for Oregon Secretary of State
I published the following argument in opposition to Measure 107 in the Oregon Voters' Pamphlet for the 2020 General Election.
An argument against large political contributions is that large donors might gain "undue influence" over an elected official. But do contributions actually influence the behavior of politicians?
If my campaign slogan is "a chicken in every pot," and the National Chicken Council gives my campaign a million dollars, they aren't influencing me — I already supported their interests. Indeed, that's why they chose to support me! There is no corruption, just honest support of a like-minded candidate.
Consider a hypothetical case of special interest favoritism:
The locus of corruption is in step #8, where the legislator's vote was swayed by the campaign contribution. This can only happen when the legislator considers the special interest's future support as essential to their political career, as a legislator in an uncompetitive district needs no support, and a retiring or term limited one doesn't need to please anyone. Also, the legislator must be ideologically against the law, or there's no influence.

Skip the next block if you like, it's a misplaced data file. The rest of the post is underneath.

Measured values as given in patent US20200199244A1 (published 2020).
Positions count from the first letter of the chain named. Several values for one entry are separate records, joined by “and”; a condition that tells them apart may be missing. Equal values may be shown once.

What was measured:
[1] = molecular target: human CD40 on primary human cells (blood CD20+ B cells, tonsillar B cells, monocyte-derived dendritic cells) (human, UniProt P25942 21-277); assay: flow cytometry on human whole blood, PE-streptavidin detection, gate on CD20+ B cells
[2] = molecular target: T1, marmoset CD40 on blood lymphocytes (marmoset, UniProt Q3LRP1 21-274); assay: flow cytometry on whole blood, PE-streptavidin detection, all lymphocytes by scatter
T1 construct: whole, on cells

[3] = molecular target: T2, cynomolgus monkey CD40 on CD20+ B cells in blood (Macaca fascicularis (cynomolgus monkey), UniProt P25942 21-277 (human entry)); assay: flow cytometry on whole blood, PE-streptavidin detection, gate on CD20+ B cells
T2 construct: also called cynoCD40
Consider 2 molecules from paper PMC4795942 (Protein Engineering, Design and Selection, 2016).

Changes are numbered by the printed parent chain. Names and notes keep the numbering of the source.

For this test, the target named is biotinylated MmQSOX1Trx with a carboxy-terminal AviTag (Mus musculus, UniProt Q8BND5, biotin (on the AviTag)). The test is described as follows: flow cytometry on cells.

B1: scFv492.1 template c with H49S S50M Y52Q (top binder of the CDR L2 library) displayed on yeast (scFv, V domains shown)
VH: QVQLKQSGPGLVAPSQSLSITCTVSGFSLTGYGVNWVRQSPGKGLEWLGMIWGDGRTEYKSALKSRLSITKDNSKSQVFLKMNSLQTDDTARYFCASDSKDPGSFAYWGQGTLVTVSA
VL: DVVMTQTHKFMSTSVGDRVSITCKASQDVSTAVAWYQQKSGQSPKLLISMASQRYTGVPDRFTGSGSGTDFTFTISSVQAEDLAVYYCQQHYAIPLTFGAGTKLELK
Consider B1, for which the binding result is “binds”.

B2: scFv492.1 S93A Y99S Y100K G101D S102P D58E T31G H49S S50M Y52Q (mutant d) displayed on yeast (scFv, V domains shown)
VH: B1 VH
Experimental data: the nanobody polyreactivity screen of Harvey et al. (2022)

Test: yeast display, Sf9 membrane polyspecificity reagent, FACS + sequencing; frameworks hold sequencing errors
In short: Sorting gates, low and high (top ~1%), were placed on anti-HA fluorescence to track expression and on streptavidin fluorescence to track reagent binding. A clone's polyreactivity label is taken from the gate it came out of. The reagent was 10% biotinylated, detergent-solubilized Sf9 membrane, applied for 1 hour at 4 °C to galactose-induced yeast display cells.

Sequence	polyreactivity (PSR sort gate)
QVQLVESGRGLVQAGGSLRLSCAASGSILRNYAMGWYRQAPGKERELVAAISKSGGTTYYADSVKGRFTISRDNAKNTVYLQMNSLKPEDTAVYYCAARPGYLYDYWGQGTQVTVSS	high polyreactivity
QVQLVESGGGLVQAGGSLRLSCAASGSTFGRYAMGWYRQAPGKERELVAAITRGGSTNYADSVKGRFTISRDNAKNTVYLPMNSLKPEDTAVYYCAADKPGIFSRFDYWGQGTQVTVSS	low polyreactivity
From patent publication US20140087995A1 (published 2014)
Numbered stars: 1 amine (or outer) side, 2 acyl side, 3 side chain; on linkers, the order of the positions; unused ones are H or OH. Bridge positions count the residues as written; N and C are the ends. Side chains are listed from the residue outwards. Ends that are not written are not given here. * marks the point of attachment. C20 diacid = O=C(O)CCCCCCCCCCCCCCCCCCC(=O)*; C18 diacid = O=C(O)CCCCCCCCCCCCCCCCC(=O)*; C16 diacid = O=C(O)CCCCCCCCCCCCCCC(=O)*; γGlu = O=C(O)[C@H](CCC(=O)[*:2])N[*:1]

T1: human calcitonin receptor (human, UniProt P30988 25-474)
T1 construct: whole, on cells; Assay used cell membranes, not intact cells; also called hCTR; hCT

Contribution limits attempt to disrupt this sequence at #3, which is many steps removed from the problem. Contributions fund speech that might persuade voters enough for a candidate to win election, and then that legislator might be persuaded, against their own ideology, on the hopes of future contributions, to support a bad law. Should we censor political speech because of a very unlikely tertiary consequence of other peoples' actions? Of course not!
It's wrong to take away one person's rights because of someone else's actions.
The fear of "undue influence" is overblown, anyway. It makes much more sense to support someone who already agrees with you than to give funding to your opponents.
Vote NO on 107.
All of my other arguments against Measure 107 are available online.